By Steve Givens, executive director
For many in the Bridges community, praying the daily awareness examen has become part of our daily routine, a crucial pause for prayer that frames our days and leads us to gratitude. Below is a shortened version of a presentation I gave for the Magis program in November. I hope it will serve as a reminder of just how critical this prayer is to our spiritual development. It’s a prayer that St. Ignatius says we should pray every day, even if we have time for no other prayer.
For more information on the “nuts and bolts” of this prayer, I recommend a visit to this website.
The Examen is the work of paying attention and being open, of connecting the simple facts of our lives with a greater sense of presence, of recognition of the small within the whole, of finding God in the things and actions of the Earth and of our own lives. It’s not hard, but it takes intention.
It is our work. It is the examined life. It is life examined through the lens of God. It is trying to see our lives as God sees us. It is both examining and being examined, and that is the beauty of it all. It is, as the poet Mary Oliver writes in her poem “The Messenger,” what matters, which is my work, which is mostly standing still and learning to be astonished.
The opposite of a daily examen is living what Socrates called the “unexamined life,” and he said it is not worth living.
NOT paying close attention to what’s going on around us, REFUSING to be aware of the blessings and presence of God in our everyday lives, and NOT being willing to “be astonished,” could all very well be the direst temptations we face.
After all, we’ve seen it all, we think. There’s nothing new under the sun, we think (especially as we grow older), so why pay attention? Another day is just another day if we don’t watch for something that will make it different.
So we settle into life, yawning at the sunrise instead of being astounded by it, blinking through the beauty of garden and field instead of standing in awe, ho-humming our way through all that we have learned to take for the ordinary and deserved. A meal becomes mere sustenance instead of a small daily feast. The family visit perfunctory instead of a blessing. A work of art only decoration or mindless entertainment instead of a revelation of God’s presence in the world. Without attention, without presence and purpose (our own and our acknowledgement of God’s) we risk allowing life — and God’s presence in it — to sweep over our heads virtually unnoticed. We live without gratitude not because we don’t care to say thank you but because we’re unaware of the gifts we have received.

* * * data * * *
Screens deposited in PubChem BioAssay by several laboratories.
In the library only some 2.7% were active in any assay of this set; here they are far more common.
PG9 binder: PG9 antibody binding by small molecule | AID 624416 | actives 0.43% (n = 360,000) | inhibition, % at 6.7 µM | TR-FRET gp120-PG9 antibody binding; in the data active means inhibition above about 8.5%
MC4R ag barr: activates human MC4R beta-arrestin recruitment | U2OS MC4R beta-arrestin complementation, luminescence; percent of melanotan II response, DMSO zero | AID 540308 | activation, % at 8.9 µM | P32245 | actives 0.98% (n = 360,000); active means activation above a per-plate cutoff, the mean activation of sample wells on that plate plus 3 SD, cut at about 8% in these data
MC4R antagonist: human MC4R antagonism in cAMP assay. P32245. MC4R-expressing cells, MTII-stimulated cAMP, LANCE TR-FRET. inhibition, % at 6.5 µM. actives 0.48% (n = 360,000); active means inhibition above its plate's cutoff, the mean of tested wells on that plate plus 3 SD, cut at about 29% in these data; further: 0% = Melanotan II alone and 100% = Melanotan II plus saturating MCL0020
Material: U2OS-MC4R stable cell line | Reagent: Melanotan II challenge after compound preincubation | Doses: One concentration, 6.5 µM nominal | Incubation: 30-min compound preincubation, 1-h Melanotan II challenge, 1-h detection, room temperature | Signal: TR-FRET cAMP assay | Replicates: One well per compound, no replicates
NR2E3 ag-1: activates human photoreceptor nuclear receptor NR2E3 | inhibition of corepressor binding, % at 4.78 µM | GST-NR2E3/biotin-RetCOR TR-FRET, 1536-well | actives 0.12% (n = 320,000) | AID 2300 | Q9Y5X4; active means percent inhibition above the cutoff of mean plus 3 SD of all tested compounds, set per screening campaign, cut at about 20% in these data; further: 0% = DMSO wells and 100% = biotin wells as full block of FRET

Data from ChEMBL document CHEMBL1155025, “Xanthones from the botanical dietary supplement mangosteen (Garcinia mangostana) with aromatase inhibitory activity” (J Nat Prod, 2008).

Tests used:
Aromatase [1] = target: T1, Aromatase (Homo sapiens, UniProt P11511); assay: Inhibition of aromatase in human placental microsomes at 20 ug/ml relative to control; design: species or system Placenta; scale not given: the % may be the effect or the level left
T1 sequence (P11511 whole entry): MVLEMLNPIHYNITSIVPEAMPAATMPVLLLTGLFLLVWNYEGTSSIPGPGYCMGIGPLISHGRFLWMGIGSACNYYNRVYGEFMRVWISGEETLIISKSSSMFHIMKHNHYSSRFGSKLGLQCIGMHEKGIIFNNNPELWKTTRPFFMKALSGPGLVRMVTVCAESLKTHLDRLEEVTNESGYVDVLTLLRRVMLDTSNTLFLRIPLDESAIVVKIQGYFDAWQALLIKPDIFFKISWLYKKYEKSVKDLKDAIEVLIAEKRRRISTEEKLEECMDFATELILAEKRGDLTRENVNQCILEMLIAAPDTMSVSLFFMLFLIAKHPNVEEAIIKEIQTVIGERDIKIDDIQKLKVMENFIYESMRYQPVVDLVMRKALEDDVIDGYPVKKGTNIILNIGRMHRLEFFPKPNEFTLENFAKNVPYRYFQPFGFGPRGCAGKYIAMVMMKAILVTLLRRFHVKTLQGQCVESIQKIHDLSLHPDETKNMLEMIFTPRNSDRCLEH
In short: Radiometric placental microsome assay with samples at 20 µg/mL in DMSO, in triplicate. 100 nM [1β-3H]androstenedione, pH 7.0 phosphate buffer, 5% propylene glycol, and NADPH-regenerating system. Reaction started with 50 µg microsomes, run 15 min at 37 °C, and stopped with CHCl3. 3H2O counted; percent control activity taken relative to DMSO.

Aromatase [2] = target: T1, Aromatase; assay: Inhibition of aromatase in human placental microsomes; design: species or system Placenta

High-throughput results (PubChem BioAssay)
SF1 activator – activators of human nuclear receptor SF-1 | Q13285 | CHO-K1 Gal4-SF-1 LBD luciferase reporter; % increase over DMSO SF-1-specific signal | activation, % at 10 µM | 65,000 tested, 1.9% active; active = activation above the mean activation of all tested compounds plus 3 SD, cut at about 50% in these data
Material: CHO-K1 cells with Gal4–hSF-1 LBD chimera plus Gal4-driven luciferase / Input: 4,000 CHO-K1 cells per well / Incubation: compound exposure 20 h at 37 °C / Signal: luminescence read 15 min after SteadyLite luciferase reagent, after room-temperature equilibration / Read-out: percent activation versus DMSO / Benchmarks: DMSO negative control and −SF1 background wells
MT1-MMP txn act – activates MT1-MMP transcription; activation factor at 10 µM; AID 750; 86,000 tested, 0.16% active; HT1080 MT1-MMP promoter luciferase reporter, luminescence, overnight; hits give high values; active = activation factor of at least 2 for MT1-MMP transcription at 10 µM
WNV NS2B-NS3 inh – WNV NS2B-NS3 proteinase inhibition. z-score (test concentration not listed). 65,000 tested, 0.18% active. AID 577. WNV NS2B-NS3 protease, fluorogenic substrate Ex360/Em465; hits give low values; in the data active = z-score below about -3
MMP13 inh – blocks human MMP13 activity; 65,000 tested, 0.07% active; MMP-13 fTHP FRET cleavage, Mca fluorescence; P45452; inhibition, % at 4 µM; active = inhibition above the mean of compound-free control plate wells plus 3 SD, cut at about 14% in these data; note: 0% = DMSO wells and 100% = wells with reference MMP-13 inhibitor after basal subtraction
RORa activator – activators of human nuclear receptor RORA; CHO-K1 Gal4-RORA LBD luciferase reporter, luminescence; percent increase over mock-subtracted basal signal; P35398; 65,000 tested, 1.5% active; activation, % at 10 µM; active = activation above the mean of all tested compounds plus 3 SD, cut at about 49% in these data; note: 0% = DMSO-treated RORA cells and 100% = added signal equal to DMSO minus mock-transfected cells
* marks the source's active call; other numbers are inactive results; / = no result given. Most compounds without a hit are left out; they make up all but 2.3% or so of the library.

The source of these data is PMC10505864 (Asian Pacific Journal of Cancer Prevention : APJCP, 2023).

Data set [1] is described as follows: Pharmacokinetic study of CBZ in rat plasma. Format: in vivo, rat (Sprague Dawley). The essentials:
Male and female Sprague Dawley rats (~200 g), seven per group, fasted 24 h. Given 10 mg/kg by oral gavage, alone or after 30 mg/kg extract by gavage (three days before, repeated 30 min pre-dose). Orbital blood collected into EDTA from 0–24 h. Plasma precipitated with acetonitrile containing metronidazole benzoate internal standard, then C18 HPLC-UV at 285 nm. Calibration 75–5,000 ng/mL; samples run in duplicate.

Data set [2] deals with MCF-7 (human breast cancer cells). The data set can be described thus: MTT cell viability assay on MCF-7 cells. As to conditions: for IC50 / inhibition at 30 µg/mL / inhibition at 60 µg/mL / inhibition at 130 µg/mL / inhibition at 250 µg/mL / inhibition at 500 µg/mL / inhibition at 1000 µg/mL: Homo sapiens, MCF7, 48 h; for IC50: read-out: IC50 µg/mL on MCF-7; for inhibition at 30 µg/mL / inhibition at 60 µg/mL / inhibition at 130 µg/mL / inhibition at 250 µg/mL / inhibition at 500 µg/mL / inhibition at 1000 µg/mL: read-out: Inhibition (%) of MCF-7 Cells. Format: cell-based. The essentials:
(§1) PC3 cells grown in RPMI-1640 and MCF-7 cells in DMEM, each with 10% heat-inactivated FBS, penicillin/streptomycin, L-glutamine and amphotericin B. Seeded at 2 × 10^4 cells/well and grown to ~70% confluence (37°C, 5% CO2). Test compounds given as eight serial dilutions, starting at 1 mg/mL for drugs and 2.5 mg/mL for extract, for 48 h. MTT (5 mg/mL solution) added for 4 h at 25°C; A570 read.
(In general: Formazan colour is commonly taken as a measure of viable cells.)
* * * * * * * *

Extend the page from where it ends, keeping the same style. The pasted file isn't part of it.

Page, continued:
It’s for this reason that the Examen has become an important daily prayer practice for so many of us. It’s a prayer that forces us to slow down and pay attention, a prayer that ends with that most powerful of prayers: “Thank you.”
The examen is more than just rewinding the video tapes of our lives, more than just reliving our time in our mind’s eye, although it begins there. In Margaret Silf’s book, “Inner Compass: An Invitation to Ignatian Spirituality,” she talks about using the examen to track our “moods” and our orientations toward or away from God. She describes the work of the examen as, “replaying the time under review prayerfully, and allowing the dominant moods of that period to surface again.”
Next, she suggests, we allow God to lead us down into the real roots of those feelings and moods. We track our moods to discover deeper movements, deeper desires, deeper unease, and deeper moments of consolation and desolation.
If we felt rage or apprehension, we need to do the hard work of prayerfully considering where those feelings came from. Can we put a name on it?
She refers to the Examen as, “Her Day with God,” that asks two basic questions: Where was God today and how was God today?
Fr. Joe Tetlow asks a similar question when describing the examen: “How do things stand between me and God?” It’s that same question I asked as a young man when I felt dis-ease and wanted some peace.
The Examen is an invitation to the graced experience of finding the extraordinary and holy in the ordinary and mundane moments of our lives.
As Rabbi Harold Kushner once said, “Can you see the holiness in those things you take for granted – a paved road or a washing machine? If you concentrate on finding what is good in every situation, you will discover that your life will suddenly be filled with gratitude, a feeling that nurtures the soul.”
It is a prayer that, ultimately, leads us to ask questions like:
- Can I greet the day with expectation and a sense of wonder and surprise?
- Can I begin the day with gratitude for all the blessings and opportunities in my life?
- Can I live each day available to those around me?
Below is a music video for my song, Extraordinary Lives, which I wrote with my songwriting partner Phil Cooper to illustrate the power of this simple daily prayer. Enjoy.